Kyoto Tourist: Kinkaku-ji

Kinkaku-ji is perhaps Kyoto's most well known visitor attraction.  I paid the Golden pavilion a visit over the weekend. A few others had the same idea.  As expected, it was packed.

Remember our friend Yoshimitsu who built Ginkaku-ji, the Silver pavilion?  He is responsible for this more impressive one as well.  It really is covered with gold foil, so if you're a fan of shiny things, this is your place!

Getting to Kinkaku-ji can be a bit of a headache.  It's on the northern edge of Kyoto city with no convenient train stations nearby.  The most inexpensive way to get there is by bus.  There are several that leave from Kyoto Station, and it will only cost you ¥220, but it will take well over an hour with traffic.  A taxi from Kyoto Station is faster, but is going to run upwards of ¥2000- ¥3000, a bit steep really.  Or, you can do what I did.  Take the subway Karasuma line to Kitaoji station (¥250) then grab a taxi from there.  It's less than 10 minutes, and will cost around ¥1000.  I would call that a compromise.

Entrance to the temple complex is ¥400 for adults and ¥300 for children.  Like Ginkaku-ji, your ticket is a good luck prayer, so hang on to it!

Now, join the river of tourists.  They will guide the way to all the best photo spots.  Here's a fun game to play in Japan - stop and take a picture.  It can be of anything, a tree, a garbage can, a random spot of the fence.  I can promise you several people will come up beside you to take the same picture, because obviously you have seen something worth photographing.  It's good for a laugh, give it a try!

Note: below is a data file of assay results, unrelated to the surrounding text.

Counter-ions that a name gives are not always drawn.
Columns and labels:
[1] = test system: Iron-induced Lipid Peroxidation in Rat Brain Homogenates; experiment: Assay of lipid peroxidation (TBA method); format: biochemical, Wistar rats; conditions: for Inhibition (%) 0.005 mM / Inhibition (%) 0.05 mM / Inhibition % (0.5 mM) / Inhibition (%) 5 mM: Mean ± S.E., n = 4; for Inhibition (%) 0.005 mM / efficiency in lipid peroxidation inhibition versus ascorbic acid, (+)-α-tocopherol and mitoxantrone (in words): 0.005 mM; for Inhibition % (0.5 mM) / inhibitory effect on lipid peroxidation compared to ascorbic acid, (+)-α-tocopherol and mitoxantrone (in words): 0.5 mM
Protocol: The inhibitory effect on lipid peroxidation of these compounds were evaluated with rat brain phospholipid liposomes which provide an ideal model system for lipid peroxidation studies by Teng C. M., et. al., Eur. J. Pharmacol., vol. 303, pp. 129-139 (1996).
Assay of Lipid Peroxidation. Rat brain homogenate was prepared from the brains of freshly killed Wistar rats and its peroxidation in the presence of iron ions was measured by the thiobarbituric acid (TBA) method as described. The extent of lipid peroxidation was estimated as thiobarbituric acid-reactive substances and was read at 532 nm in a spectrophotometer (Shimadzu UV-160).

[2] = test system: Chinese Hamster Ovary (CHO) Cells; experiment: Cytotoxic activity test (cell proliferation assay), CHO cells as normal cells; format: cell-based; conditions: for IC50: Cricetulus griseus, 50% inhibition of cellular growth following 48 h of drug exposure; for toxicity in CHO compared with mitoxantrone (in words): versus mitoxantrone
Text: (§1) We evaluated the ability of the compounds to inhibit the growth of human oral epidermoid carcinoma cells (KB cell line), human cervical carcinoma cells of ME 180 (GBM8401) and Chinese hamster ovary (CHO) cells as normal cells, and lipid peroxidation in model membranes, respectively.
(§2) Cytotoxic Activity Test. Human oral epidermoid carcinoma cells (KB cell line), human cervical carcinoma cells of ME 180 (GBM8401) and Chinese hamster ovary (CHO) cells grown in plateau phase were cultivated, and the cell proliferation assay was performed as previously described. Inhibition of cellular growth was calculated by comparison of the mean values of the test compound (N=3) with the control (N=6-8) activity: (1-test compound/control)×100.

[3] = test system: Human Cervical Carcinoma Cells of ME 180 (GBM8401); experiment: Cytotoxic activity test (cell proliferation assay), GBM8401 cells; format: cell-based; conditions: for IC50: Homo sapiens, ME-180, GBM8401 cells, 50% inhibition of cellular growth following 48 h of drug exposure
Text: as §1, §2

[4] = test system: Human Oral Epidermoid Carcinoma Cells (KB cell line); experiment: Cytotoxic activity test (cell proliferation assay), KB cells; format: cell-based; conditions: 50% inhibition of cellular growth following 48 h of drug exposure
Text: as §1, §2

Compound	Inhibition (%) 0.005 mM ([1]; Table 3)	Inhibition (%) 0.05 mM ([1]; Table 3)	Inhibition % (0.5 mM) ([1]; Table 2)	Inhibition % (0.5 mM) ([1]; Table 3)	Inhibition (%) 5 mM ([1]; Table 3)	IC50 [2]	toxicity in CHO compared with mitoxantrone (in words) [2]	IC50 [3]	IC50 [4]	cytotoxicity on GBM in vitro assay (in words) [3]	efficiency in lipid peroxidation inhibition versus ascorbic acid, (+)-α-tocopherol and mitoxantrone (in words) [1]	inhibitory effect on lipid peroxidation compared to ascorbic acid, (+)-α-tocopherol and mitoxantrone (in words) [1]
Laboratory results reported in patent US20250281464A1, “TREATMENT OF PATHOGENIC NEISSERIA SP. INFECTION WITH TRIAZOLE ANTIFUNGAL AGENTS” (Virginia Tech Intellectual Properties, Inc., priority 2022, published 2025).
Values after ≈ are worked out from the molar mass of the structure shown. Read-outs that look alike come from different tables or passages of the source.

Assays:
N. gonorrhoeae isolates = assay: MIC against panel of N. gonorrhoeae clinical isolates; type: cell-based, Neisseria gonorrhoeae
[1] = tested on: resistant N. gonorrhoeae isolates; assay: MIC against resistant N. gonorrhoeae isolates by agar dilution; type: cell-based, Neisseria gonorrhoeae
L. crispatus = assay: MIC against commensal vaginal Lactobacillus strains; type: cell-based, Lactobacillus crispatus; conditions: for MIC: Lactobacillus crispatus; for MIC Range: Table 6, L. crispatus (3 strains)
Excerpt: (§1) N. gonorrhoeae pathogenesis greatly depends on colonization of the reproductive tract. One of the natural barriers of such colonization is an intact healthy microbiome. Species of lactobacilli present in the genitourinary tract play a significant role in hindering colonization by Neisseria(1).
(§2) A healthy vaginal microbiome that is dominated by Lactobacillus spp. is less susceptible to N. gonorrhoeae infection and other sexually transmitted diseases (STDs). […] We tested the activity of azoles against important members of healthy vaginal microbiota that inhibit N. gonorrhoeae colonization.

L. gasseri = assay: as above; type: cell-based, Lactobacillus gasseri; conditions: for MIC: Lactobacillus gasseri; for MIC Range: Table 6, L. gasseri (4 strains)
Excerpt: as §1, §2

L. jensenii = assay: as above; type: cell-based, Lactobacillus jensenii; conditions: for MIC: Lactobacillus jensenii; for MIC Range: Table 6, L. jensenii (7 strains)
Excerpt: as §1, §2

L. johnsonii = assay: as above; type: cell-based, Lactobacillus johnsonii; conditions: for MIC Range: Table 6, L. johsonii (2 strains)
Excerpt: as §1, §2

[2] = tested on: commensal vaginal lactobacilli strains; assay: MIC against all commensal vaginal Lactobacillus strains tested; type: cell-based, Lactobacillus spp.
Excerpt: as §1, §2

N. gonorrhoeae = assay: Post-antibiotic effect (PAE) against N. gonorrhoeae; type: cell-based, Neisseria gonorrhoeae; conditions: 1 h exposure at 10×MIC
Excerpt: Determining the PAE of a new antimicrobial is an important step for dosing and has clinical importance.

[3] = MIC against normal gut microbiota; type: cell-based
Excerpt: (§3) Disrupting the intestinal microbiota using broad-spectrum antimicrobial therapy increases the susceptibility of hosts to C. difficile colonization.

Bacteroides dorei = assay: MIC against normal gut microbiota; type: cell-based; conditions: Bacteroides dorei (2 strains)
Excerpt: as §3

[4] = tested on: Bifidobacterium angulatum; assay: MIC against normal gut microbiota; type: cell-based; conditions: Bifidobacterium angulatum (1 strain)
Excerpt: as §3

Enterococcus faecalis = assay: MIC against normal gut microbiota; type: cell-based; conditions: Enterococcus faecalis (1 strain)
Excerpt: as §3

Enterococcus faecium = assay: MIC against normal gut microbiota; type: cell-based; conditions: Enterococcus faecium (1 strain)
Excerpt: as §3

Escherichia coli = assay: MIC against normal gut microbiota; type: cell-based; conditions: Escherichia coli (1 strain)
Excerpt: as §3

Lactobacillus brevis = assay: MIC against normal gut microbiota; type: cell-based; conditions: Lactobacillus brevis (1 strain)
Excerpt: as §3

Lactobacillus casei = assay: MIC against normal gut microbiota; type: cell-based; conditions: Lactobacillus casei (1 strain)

The leaves have really started to change in Kyoto.  Some trees were already a brilliant shade of red - so pretty!  I've been keeping my eye on Japan's autumn leaf forcasts to make sure that I am catching places at the right time.

You'll have to really try your patience and put all your zen meditation to good use to get shots like these.  It's shoulder to shoulder people pushing to get the shot, shouting at people to get out of their family portraits, etc., etc.  Just take a deep breath, get your photo, and move on.  It gets better, I promise!

See what I mean??

After a bit of a wander, you can pray, buy some omamori (charms for different kinds of luck) and even get a fortune from one of the bright orange omikuji vending machines.  

Don't worry, you can get an English one if you're worried about reading the Japanese!

Of course there is the obligatory tea house, so if you're up for some matcha, go for it!

Despite Kinkaku-ji's less than convenient location, it is most definitely worth a visit.  It is beautiful in any season, as most places in Japan are.  Be prepared for clueless tourists who will walk into your photos (and into you).  Get into your Walmart mindset as my mom and I like to call it, and just wipe all the people from your mind.  That's what being zen is all about, after all!

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